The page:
Scott wrote on Twitter Tuesday that he would soon release details on a police reform and retraining package. “I am hopeful that this legislation will bring much-needed solutions,” he said.
Democrats calling for massive overhauls are urging their colleagues to fundamentally rethink the nature of policing.
Rep. Karen Bass, a California Democrat and the chair of the Congressional Black Caucus, told lawmakers Wednesday that if the Democratic-backed bill had been law, “George Floyd would be alive because chokeholds would be banned.”
Breonna Taylor, who was killed by police officers in Louisville, Ky., in March, “would be alive because no-knock warrants for drugs would be banned,” Bass added. Tamir Rice, a 12-year-old killed by police in Cleveland in 2014, “would have graduated high school this May.”
‘Defund the police’
President Donald Trump and GOP congressional leaders are seizing upon the “defund the police” movement to attack Democrats as the November elections approach.
“The vast, vast majority of law enforcement officers are responsible, hardworking, heroic first responders,” Ohio Republican Rep. Jim Jordan said at Wednesday’s hearing. Americans, he said, “know it is pure insanity to defund the police. And the fact that my Democrat colleagues won’t speak out against this crazy policy is just that — frightening.”
Trump praised Jordan’s comments on Twitter Wednesday and used the opportunity to slam the Democratic presidential nominee. “This Radical Left agenda is not going to happen. Sleepy Joe Biden will be (already is) pulled all the way Left. Many, like Minneapolis, want to close their Police Departments. Crazy!” Trump tweeted.
There’s a debate among advocates who want to “defund the police” about exactly what that would mean. Some are calling for steep cuts to police budgets while channeling that cash into social service programs; others want to eliminate police departments entirely.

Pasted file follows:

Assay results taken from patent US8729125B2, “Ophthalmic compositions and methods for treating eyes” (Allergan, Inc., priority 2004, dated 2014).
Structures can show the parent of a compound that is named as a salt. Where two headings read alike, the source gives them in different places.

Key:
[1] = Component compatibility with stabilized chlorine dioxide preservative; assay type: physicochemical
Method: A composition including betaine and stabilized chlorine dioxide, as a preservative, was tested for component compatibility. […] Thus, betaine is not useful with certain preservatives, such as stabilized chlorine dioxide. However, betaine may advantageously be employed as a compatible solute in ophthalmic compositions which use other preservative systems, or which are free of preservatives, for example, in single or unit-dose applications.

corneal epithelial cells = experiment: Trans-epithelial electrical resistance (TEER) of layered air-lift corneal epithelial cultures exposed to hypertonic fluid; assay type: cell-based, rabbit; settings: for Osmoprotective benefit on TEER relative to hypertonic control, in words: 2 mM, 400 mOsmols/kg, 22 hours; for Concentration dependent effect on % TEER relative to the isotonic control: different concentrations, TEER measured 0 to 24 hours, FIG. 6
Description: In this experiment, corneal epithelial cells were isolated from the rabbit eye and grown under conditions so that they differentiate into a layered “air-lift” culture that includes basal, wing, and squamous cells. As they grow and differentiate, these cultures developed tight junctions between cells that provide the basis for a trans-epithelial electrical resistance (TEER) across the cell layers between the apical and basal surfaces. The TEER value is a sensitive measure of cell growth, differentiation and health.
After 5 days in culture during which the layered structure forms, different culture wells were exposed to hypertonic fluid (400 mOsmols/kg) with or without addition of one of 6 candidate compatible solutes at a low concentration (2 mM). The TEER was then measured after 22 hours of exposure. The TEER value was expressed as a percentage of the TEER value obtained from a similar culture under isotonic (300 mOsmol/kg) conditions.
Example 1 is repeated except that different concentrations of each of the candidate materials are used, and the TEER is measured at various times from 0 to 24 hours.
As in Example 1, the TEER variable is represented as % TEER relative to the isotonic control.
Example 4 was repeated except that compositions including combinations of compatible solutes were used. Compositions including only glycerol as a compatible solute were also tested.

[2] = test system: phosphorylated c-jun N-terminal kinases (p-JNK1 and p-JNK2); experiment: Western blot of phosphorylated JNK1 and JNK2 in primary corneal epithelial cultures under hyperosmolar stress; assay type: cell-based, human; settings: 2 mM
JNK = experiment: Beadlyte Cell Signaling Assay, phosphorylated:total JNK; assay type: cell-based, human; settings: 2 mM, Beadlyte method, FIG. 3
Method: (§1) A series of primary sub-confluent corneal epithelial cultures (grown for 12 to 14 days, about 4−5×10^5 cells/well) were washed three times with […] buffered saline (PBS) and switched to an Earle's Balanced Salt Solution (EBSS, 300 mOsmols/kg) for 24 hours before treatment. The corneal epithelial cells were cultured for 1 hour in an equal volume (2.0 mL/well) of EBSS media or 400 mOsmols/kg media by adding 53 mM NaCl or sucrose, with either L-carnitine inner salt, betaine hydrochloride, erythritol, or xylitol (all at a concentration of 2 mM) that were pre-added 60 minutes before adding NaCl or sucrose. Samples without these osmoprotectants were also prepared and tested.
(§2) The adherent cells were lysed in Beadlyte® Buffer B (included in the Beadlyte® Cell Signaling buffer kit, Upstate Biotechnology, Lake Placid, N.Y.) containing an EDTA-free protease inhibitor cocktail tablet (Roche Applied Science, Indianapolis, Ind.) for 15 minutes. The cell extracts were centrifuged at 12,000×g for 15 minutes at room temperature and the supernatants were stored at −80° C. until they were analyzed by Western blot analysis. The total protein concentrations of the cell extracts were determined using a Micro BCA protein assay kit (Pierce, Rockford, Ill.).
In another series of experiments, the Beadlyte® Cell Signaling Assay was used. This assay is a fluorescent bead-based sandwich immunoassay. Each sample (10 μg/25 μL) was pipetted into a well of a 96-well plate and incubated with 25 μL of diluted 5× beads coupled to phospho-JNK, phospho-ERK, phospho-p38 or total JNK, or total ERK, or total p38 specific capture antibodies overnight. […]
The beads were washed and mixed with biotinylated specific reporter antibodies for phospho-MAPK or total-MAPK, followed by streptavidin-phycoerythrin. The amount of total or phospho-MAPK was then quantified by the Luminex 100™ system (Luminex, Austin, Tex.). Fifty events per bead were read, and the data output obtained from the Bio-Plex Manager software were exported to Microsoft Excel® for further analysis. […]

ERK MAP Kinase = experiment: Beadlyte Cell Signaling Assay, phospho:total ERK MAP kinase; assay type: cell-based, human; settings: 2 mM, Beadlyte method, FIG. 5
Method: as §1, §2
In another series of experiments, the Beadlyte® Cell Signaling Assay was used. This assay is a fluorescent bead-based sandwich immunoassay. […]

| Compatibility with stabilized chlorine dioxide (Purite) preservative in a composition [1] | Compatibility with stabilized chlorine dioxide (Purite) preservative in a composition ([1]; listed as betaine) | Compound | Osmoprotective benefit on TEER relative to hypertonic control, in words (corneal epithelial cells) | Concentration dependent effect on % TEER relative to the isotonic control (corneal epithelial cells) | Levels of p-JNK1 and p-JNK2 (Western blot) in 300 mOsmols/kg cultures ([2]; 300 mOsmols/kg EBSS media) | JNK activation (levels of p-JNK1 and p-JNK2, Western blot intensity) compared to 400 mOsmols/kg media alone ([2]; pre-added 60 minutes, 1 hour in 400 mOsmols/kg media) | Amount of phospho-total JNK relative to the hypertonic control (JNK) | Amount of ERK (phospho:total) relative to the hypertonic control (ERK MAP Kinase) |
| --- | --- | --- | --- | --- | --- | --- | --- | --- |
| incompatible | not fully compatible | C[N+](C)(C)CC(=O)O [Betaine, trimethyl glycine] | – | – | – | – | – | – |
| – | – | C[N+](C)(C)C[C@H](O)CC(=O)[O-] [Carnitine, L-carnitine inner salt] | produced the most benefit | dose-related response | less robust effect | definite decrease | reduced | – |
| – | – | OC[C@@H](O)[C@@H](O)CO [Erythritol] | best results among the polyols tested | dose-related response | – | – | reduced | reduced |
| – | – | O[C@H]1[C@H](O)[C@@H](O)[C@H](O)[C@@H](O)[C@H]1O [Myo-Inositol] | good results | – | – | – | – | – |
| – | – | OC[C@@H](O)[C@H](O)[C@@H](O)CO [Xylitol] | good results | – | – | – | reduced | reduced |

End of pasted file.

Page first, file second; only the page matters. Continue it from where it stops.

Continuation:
Biden’s campaign told The New York Times this week that he is opposed to cutting police funding and believes more spending is necessary to help improve law enforcement and community policing.
Democrats accuse the GOP of using the debate to distract voters.
Brown told reporters on Wednesday that Trump and congressional Republicans “are going to play with that term ‘defund the police’ as if Democrats want to eliminate police departments. That’s clearly not true, but that’s what they’ll say.”
Brown added, “Defunding police doesn’t mean we disband police departments. It doesn’t mean we don’t spend money for law enforcement. It means we start thinking more about training police, about discipline, about making sure that mental health services are available in communities and some things aren’t police work that have kind of been defined that way.”
Our stories may be republished online or in print under Creative Commons license CC BY-NC-ND 4.0. We ask that you edit only for style or to shorten, provide proper attribution and link to our web site. Please see our republishing guidelines for use of photos and graphics.